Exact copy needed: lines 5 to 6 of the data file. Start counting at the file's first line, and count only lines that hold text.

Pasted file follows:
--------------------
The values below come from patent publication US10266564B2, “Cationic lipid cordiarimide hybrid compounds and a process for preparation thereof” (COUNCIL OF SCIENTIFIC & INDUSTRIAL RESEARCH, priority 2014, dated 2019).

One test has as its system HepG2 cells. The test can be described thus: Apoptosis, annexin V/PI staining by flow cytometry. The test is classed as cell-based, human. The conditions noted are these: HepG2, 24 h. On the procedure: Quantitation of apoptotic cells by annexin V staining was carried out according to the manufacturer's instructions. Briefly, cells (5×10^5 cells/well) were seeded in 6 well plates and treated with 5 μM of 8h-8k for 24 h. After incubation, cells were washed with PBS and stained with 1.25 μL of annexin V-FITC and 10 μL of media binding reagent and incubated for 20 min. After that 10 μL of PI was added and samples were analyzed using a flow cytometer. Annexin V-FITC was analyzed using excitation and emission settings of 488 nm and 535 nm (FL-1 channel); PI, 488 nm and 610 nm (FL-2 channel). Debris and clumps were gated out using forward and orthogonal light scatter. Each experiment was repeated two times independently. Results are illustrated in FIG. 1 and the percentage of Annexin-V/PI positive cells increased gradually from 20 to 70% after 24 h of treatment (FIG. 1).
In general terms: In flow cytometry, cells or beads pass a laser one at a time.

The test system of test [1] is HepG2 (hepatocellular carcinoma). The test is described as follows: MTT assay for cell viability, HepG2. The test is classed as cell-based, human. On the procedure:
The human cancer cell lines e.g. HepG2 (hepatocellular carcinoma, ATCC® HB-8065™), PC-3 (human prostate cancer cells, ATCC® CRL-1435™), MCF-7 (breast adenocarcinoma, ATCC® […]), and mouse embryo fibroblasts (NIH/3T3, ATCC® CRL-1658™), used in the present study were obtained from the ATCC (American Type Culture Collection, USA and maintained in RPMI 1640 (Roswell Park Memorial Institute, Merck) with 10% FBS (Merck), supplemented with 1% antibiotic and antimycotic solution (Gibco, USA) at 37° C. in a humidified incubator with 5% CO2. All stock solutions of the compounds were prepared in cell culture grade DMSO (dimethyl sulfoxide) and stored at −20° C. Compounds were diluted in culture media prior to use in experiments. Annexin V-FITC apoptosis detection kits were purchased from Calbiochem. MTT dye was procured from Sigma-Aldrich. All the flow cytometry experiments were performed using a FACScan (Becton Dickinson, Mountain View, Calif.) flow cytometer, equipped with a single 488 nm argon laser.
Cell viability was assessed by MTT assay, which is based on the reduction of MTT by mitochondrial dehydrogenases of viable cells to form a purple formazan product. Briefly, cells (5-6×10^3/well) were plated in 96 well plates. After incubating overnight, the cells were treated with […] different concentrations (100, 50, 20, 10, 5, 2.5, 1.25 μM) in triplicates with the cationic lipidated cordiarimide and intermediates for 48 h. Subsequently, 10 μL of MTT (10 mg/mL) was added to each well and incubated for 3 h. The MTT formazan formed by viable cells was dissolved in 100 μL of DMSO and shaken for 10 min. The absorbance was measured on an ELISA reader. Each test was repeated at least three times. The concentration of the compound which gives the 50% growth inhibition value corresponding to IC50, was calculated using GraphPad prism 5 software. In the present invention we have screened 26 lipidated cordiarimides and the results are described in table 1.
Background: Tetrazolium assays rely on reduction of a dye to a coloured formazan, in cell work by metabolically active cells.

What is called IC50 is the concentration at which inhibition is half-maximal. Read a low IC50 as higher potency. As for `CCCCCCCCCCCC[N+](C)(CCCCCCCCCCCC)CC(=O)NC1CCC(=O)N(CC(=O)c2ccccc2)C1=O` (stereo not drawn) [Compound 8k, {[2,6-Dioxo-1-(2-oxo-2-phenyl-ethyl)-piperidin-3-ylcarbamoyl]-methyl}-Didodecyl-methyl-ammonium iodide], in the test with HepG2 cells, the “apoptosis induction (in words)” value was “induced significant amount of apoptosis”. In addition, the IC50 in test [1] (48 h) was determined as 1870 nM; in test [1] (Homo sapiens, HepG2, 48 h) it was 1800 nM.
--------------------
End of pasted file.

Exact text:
The human cancer cell lines e.g. HepG2 (hepatocellular carcinoma, ATCC® HB-8065™), PC-3 (human prostate cancer cells, ATCC® CRL-1435™), MCF-7 (breast adenocarcinoma, ATCC® […]), and mouse embryo fibroblasts (NIH/3T3, ATCC® CRL-1658™), used in the present study were obtained from the ATCC (American Type Culture Collection, USA and maintained in RPMI 1640 (Roswell Park Memorial Institute, Merck) with 10% FBS (Merck), supplemented with 1% antibiotic and antimycotic solution (Gibco, USA) at 37° C. in a humidified incubator with 5% CO2. All stock solutions of the compounds were prepared in cell culture grade DMSO (dimethyl sulfoxide) and stored at −20° C. Compounds were diluted in culture media prior to use in experiments. Annexin V-FITC apoptosis detection kits were purchased from Calbiochem. MTT dye was procured from Sigma-Aldrich. All the flow cytometry experiments were performed using a FACScan (Becton Dickinson, Mountain View, Calif.) flow cytometer, equipped with a single 488 nm argon laser.
Cell viability was assessed by MTT assay, which is based on the reduction of MTT by mitochondrial dehydrogenases of viable cells to form a purple formazan product. Briefly, cells (5-6×10^3/well) were plated in 96 well plates. After incubating overnight, the cells were treated with […] different concentrations (100, 50, 20, 10, 5, 2.5, 1.25 μM) in triplicates with the cationic lipidated cordiarimide and intermediates for 48 h. Subsequently, 10 μL of MTT (10 mg/mL) was added to each well and incubated for 3 h. The MTT formazan formed by viable cells was dissolved in 100 μL of DMSO and shaken for 10 min. The absorbance was measured on an ELISA reader. Each test was repeated at least three times. The concentration of the compound which gives the 50% growth inhibition value corresponding to IC50, was calculated using GraphPad prism 5 software. In the present invention we have screened 26 lipidated cordiarimides and the results are described in table 1.